(c) After a covered policy has been in effect for sixty days, or upon the effective date if the policy is a renewal, no notice of cancellation shall be issued to become effective unless required pursuant to a program approved by the superintendent as necessary because a continuation of the present premium volume would be hazardous to the interests of policyholders of the insurer, its creditors or the public, or unless it is based on one or more of the following:

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(2) With respect to personal lines insurance policies:

(A) nonpayment of premium, provided, however, that a notice of cancellation on this ground shall inform the insured of the amount due;

(B) conviction of a crime arising out of acts increasing the hazard insured against;

(C) discovery of fraud or material misrepresentation in obtaining the policy or in the presentation of a claim thereunder;

(D) discovery of willful or reckless acts or omissions increasing the hazard insured against;

(E) physical changes in the property insured occurring after issuance or last annual anniversary date of the policy which result in the property becoming uninsurable in accordance with the insurer's objective, uniformly applied underwriting standards in effect at the time the policy was issued or last voluntarily renewed; or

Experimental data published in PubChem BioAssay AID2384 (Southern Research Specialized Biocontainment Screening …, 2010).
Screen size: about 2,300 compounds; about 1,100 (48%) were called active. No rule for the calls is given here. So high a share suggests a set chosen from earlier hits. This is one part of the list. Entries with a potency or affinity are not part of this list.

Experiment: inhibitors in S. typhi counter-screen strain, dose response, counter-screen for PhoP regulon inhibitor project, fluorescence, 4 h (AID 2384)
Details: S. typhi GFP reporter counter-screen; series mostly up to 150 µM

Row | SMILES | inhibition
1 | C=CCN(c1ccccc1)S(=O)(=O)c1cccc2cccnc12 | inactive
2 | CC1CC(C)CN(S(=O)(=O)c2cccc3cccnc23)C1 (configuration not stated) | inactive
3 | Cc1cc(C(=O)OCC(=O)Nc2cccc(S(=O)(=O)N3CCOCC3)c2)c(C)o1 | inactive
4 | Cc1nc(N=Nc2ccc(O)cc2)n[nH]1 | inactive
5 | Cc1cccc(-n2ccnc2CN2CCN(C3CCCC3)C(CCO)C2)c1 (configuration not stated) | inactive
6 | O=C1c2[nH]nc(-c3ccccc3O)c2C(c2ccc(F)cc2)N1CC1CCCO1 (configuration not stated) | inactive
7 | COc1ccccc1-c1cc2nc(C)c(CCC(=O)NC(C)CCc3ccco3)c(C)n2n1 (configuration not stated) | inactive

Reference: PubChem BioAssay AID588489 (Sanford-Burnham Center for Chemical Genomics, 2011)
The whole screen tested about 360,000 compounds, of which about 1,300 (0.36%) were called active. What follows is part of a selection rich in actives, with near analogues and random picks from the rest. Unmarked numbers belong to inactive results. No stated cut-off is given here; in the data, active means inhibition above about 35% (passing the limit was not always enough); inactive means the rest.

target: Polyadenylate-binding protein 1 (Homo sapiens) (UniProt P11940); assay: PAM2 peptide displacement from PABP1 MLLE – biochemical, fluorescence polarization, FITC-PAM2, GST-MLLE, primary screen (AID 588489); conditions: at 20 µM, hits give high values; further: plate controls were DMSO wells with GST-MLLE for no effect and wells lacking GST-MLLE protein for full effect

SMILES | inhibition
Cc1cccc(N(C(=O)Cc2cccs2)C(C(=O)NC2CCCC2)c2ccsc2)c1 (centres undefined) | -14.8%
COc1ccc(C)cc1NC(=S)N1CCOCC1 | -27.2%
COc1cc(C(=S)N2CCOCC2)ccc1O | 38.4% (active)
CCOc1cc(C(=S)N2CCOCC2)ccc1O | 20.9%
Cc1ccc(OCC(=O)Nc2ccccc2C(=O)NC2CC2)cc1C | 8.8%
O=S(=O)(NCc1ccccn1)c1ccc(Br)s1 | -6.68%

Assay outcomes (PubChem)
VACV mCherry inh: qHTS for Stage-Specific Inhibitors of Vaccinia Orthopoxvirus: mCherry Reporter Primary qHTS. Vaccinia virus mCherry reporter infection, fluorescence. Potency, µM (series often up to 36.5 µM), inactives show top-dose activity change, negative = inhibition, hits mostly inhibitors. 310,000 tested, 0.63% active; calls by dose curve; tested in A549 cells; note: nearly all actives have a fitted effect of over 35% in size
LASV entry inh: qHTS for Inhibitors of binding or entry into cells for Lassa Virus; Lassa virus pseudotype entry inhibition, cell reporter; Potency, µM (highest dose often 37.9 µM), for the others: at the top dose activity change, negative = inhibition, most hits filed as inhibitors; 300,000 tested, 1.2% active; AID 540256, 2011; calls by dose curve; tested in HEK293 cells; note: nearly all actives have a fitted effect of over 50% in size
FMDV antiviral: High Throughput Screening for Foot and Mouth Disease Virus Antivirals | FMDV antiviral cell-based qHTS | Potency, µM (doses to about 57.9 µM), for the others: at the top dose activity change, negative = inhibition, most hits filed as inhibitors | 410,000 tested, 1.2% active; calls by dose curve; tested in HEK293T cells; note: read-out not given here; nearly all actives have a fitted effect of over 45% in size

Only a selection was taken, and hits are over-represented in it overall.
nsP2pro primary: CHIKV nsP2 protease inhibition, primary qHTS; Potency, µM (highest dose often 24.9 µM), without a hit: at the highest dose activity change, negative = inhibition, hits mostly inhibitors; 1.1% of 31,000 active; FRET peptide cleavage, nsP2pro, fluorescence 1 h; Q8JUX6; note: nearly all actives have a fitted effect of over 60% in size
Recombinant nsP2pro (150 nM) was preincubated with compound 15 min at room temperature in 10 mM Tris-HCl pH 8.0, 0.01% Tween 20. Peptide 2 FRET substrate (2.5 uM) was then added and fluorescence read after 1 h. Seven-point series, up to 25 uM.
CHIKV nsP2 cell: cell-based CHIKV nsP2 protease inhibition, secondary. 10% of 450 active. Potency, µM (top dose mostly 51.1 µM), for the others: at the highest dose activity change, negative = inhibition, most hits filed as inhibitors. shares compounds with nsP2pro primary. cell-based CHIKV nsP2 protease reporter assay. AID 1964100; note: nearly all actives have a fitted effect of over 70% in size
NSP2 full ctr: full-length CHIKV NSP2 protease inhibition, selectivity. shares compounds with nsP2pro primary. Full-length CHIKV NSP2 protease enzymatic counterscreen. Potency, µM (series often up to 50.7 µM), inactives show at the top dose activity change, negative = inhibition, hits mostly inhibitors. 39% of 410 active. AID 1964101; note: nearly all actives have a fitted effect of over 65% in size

(F) a determination by the superintendent that the continuation of the policy would violate or would place the insurer in violation of this chapter.

As stated in § 3425(b), during the first 60 days of the policy or the "free look" period, the insurer may cancel the policy for any reason as long as the specific reason is provided. Hence, as a practical matter, if the insured did not agree to the proposed change the insurer could instead cancel the policy outright.

However, once the initial 60 day period expires, absent the consent of the insured, the policy may not be amended or cancelled by the insurer except for the specific reasons contained in § 3425(c)(2) (see above). In the immediate inquiry, none of the above reasons appear to apply. Further, the insured did not consent to allow the insurer to amend the policy. Thus, the policy may not be amended or cancelled mid-term.

Moreover, even if insurer had proper grounds to cancel the policy, the policy may not be cancelled without proper notice to the insured. N.Y. Ins. Law § 3425(d) provides in pertinent part:

(2) If an insurer has the right to cancel a policy it may, in lieu of cancellation, condition continuation of such policy upon change of limits or elimination of any coverage not required by law, if written notice of such intention is mailed or delivered to the insured at the address shown in the policy at least twenty days prior to the effective date of such action.

Therefore, in situations where a cancellation by the insurer is permitted, the insurer may instead conditionally continue the policy. The insurer may cancel certain coverage not required by law or increase the premium. In order for the conditional continuation to take effect, the insured must be notified 20 days prior to any such conditional continuation. No such notice was provided here. The policy should remain in effect as it was written before the insurer’s amendment.

For further information you may contact Principal Attorney Paul A. Zuckerman at the New York City Office.